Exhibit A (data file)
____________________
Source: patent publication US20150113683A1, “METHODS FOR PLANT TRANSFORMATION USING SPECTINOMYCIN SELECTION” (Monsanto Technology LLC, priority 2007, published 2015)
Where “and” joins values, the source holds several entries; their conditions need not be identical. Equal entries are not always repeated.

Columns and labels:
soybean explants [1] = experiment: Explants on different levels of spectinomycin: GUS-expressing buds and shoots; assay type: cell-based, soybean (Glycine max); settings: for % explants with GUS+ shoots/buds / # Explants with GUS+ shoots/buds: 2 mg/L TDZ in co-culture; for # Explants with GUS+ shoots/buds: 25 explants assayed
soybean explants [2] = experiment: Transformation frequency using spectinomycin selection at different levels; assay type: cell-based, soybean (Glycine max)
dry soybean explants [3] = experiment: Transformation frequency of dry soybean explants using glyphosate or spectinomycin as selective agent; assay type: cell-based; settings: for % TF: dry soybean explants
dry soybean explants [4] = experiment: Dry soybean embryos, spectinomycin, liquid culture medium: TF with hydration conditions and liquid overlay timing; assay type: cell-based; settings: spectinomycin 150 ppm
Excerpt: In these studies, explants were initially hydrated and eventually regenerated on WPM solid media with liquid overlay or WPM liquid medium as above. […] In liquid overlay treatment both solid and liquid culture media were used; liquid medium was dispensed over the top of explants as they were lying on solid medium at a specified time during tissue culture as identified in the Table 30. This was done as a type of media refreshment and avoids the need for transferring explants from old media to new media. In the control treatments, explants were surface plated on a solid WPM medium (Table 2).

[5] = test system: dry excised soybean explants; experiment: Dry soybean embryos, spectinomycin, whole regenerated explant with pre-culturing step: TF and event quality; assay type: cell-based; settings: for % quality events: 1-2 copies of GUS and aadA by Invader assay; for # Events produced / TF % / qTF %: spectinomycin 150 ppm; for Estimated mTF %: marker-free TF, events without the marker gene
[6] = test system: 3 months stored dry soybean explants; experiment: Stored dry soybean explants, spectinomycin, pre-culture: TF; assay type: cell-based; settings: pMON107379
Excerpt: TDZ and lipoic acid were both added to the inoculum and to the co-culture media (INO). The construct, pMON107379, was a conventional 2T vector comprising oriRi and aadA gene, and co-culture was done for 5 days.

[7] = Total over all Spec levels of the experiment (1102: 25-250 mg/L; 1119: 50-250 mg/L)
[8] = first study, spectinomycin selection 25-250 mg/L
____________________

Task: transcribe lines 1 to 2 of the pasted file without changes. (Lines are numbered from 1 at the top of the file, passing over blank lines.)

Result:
Source: patent publication US20150113683A1, “METHODS FOR PLANT TRANSFORMATION USING SPECTINOMYCIN SELECTION” (Monsanto Technology LLC, priority 2007, published 2015)
Where “and” joins values, the source holds several entries; their conditions need not be identical. Equal entries are not always repeated.